That thou art  blamed shall not be thy defect.
For slanders mark was ever yet the fair,
The ornament of beauty is suspect,
A crow  that flies in heaven's sweetest air,
So thou  be good, slander  doth but approve,
Their worth the greater, being woo'd of time,
For canker vice-the sweetest buds doth love
And thou  present'st a pure unstained prime
Thou hast pass'd by the ambush of young days
Either not assailed, or victor being charged
Yet this thy  praise cannot be so thy praise,
To tie up envy-evermore enlarged,
If some suspect of ill mask'd not thy show
Then thou alone kingdoms of hearts should'st owe.



Note the following repetitions of certain words, we find-thou, thou, thou, thou, thou, thy  defect, thy praise, thy praise, thy  show.
             7th Line. Canker vice-vice the canker worm.
             8th Line. Prime-the first-hence the best of life-youth.
            10th Line. Victor  being charged-a victor whencharged
            12th Line. Envy-which goes to and fro in the earth always at liberty and must be tied up.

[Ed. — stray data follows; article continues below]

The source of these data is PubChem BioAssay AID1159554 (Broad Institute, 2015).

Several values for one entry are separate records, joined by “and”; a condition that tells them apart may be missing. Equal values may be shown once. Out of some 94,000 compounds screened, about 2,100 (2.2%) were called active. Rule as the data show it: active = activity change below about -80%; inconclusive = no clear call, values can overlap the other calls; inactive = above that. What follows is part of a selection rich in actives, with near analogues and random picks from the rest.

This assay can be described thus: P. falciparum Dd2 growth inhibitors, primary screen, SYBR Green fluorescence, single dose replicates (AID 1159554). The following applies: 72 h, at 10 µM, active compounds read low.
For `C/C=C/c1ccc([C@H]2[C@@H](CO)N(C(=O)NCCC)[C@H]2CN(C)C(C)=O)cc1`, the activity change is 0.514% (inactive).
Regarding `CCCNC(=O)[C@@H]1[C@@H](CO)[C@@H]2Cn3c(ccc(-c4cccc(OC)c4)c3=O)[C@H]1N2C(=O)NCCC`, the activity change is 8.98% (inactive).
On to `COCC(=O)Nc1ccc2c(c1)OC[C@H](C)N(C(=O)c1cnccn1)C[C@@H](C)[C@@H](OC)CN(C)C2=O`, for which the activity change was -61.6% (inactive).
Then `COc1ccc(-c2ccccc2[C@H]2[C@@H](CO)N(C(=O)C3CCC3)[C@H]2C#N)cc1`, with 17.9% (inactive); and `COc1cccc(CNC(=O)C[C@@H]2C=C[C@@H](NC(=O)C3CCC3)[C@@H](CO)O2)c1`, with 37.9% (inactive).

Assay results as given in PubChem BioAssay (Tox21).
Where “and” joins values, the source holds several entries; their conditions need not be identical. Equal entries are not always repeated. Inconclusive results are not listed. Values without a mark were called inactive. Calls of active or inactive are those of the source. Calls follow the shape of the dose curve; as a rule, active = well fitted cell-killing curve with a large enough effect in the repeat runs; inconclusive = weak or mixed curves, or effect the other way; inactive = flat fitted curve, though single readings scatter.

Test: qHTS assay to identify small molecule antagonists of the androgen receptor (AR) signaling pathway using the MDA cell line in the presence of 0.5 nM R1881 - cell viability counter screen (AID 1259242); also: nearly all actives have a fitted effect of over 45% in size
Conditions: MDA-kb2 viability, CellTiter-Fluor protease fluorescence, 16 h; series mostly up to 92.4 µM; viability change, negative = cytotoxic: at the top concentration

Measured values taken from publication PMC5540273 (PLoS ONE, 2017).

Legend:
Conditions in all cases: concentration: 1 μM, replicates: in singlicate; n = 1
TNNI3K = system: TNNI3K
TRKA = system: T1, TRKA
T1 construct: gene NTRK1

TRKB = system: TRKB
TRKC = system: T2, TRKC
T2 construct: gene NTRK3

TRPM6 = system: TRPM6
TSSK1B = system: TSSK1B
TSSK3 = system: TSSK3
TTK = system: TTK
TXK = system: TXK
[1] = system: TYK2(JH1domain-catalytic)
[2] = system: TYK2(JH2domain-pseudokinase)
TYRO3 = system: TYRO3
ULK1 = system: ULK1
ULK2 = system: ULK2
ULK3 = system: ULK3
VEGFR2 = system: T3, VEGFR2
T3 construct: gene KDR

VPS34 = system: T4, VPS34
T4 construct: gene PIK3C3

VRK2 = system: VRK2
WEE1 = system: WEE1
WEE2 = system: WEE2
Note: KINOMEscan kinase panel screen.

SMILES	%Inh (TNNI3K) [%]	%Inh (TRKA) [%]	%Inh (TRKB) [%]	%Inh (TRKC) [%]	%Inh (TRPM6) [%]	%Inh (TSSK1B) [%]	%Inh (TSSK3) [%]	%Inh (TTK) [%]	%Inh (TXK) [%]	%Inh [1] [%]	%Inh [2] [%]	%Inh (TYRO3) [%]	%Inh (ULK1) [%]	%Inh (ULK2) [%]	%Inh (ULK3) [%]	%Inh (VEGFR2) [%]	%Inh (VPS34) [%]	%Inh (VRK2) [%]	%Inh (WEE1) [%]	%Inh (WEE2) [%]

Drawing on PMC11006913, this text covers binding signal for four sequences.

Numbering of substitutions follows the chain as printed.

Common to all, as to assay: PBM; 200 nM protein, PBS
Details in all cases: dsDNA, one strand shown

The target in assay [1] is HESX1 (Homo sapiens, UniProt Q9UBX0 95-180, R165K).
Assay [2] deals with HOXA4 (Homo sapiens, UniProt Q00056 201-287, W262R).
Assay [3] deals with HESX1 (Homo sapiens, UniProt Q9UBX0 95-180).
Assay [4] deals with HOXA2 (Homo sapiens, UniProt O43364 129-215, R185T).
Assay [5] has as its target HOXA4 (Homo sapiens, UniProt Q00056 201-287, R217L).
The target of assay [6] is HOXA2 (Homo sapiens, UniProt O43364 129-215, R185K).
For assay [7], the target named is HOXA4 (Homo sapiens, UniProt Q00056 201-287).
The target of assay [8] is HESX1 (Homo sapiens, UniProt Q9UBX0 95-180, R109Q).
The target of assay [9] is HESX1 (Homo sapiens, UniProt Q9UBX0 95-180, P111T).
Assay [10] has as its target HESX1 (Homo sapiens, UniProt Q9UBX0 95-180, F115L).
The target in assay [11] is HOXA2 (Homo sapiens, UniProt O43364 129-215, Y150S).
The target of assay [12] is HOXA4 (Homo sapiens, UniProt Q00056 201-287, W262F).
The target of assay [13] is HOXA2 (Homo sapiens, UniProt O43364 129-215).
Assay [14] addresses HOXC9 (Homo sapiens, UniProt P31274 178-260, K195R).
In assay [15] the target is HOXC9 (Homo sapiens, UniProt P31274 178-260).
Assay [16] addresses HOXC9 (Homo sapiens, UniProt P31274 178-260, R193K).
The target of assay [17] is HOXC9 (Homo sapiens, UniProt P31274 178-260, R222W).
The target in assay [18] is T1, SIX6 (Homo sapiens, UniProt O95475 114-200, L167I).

13th Line. Thy show-did not conceal the appearance you would otherwise present to the world's eye.

   Here Bacon writing of himself tells us that he being blamed(censured) is not his defect (fault) because the fair (persons free from blemish) are always the mark (an object to be aimed at) of slander (Bacon in his own writings said: " The Justest Judge  may for a time seem foul when greatness is the mark and accusation  the Game "). He tells that " the garments of beauty is suspect", that is to say that the marks of honour in a man is always suspected that slander is a crow  that flies through the air. (Bacon in his own writings also says:  Slander is a crow that flies".)  Bacon writes that if he be good-slander will approve his worth the greater because slander (the canker vice) always attaches itself to people of good character (the sweetest buds) and that he presents a pure unstained prime ,that is to say that there are no stains on his character, that since his youth he has survived any ambush (attack by surprise) not being assailed (attacked) or if attacked being victorious. That his praise (commendation) was not sufficient to tie up (restrain) the envy of other people which was increased (enlarged) and that if some suspicion of ill doing did not mask (conceal) his show (appearance) he alone should'st owe (own) the kingdom of other peoples hearts.



   Return to the Sonnet Directory

Table of Contents / Related Topics